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GALLERY HOUSE, INC. v. YI

July 18, 1984

GALLERY HOUSE, INC., PLAINTIFF,
v.
ALAN YI, D/B/A CAPITAL TRADING COMPANY, AND JOY'S CLOCK SHOP, LTD., DEFENDANTS.



The opinion of the court was delivered by: Bua, District Judge.

MEMORANDUM ORDER

Before the Court is defendants' motion to transfer this case to the District Court for the Western District of Washington at Seattle, Washington pursuant 28 U.S.C. § 1404(a). For the reasons stated herein, defendants' motion to transfer is denied.

I. FACTS

The following facts are set forth in the complaint filed by plaintiff Gallery House on February 15, 1984, and affidavits submitted by the parties.

Plaintiff Gallery House, Inc. ("Gallery House"), an Illinois corporation with its principal place of business in Chicago, Illinois, is in the business of designing and marketing brass statues on a nationwide basis. Defendant Capital Trading Company ("Capital") is a sole proprietorship owned and operated by Alan Yi, an individual having offices in Redmond, Washington. Capital is an importer and nationwide distributor of brass statues and other works of art. Defendant Joy's Clock Shop, Ltd. ("Joy's"), an Illinois corporation with its principal place of business in Chicago, Illinois, is a retail outlet offering items for sale to the public.

Gallery House brings this action to recover damages for Capital and Joy's alleged infringement of the Copyright Laws of the United States, 17 U.S.C. § 101 et seq. Capital purchases brass statutes made by Keang Nam Brassware Company ("Keang Nam") of Seoul, South Korea. Keang Nam formerly manufactured copyrighted brass statues sold by Gallery House under the trade name "Dolbi-Cashier." The statues in question sold by Capital are indistinguishable from statues sold by Gallery House. Gallery House claims to own copyrights on the statues in issue.

During the week of January 30, 1984, Mr. Alan Yi, owner and operator of Capital, attended the Chicago Gift Show held in Chicago, Illinois. At the show, Capital distributed its catalog containing pictures of the alleged infringing works, offered those items for sale, and sold certain items to the trade and purchasing public. Two items were sold and delivered to Joy's, which Joy's in turn sold to the purchasing public.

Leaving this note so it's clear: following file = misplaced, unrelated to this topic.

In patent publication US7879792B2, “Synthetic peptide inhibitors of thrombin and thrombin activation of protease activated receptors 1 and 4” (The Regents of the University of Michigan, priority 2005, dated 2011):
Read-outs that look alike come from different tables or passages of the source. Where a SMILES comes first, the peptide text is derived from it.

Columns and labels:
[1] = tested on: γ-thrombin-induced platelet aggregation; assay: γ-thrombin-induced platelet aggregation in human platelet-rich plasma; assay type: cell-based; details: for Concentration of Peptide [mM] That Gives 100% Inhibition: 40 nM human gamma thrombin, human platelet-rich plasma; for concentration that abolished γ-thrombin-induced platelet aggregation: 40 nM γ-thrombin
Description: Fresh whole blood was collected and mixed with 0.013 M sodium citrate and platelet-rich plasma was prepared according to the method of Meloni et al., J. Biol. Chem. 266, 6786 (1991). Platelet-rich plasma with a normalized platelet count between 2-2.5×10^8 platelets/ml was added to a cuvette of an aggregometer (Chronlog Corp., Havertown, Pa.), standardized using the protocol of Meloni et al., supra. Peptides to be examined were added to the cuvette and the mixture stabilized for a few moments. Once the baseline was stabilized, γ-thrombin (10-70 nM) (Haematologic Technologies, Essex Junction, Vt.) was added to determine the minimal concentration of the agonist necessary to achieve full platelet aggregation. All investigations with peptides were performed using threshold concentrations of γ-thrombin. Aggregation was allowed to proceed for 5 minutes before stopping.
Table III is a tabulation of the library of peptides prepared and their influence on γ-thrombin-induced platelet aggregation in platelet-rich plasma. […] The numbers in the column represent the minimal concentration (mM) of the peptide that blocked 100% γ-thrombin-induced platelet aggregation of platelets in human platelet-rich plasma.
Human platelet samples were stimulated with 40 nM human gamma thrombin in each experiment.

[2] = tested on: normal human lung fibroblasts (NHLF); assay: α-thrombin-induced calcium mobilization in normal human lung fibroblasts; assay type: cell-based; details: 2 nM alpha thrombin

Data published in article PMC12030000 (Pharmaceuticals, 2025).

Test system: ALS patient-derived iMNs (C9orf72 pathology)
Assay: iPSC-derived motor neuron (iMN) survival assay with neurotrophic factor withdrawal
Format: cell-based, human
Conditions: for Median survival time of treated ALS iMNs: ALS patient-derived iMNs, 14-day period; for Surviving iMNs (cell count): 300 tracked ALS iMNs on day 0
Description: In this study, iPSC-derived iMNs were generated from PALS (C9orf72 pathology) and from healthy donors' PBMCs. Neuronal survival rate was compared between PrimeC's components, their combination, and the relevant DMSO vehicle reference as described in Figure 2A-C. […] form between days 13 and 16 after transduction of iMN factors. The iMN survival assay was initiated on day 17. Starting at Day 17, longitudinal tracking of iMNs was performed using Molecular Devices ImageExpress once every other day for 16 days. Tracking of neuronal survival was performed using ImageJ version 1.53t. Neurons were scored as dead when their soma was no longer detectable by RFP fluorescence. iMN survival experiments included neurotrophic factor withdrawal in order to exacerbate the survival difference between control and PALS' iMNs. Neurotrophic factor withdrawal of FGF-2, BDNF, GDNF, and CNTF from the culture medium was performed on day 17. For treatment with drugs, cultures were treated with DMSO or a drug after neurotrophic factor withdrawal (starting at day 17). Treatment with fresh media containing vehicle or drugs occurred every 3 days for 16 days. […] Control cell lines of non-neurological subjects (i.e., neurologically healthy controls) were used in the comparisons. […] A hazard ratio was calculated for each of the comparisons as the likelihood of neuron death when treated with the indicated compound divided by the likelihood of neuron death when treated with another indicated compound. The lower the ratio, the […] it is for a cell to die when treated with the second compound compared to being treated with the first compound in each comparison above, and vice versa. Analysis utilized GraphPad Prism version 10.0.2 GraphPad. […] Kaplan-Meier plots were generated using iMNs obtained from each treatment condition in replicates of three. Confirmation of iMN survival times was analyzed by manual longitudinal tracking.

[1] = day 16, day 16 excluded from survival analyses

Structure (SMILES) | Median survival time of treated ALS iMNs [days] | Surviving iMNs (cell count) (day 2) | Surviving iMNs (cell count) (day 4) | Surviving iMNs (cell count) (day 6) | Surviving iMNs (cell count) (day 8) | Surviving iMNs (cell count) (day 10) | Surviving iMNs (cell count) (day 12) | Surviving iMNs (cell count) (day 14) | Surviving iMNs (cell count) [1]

On February 17, 1984, pursuant to motion, this Court entered a temporary restraining order enjoining Capital and Joy's from further sale, offering for sale and distribution of the alleged infringing works. On March 26, 1984, this Court granted plaintiff's motion for a preliminary injunction enjoining Capital and Joy's from selling, offering for sale, advertising or displaying the alleged infringing items. On April 20, 1984, Capital filed a notice of appeal in the United States Court of Appeals for the Seventh Circuit. Prior to that filing, on April 9, 1984, Capital filed a motion to transfer venue to the Western District of Washington under 28 U.S.C. § 1404(a).

II. DISCUSSION

Capital requests transfer to the Western District of Washington at Seattle, Washington under 28 U.S.C. § 1404(a). Section 1404(a) provides:

  For the convenience of parties and witnesses, in the
  interest of justice, a district court may transfer
  any civil action to any other district or division
  where it might have been brought.

The decision to transfer venue lies within the sound discretion of the district court judge. Cunningham v. Cunningham, 477 F. Supp. 632, 634 (N.D.Ill. 1979). Although § 1404(a) evolved out of the doctrine of forum non conveniens, the scope of a district court's discretion is broader than under the common law. Norwood v. Kirkpatrick, 349 U.S. 29, 75 S.Ct. 544, 99 L.Ed. 789 (1955); Brown v. Grimm, 624 F.2d 58 (7th Cir. 1980). The party seeking transfer has the burden of proving transfer is proper and must establish that the balance weighs strongly in favor of the transferee's district. Cunningham, 477 F. Supp. at 634; Cinema Systems, Inc. v. Lab Methods Corp., 545 F. Supp. 403 (N.D.Ill. 1982).

In order to show that transfer of venue is proper under 28 U.S.C. ยง 1404(a), the moving party must establish that (1) venue is proper in the transferor district; (2) venue is proper in the transferee district; (3) the transfer is for the convenience of parties and witnesses and in the interest of justice. ...


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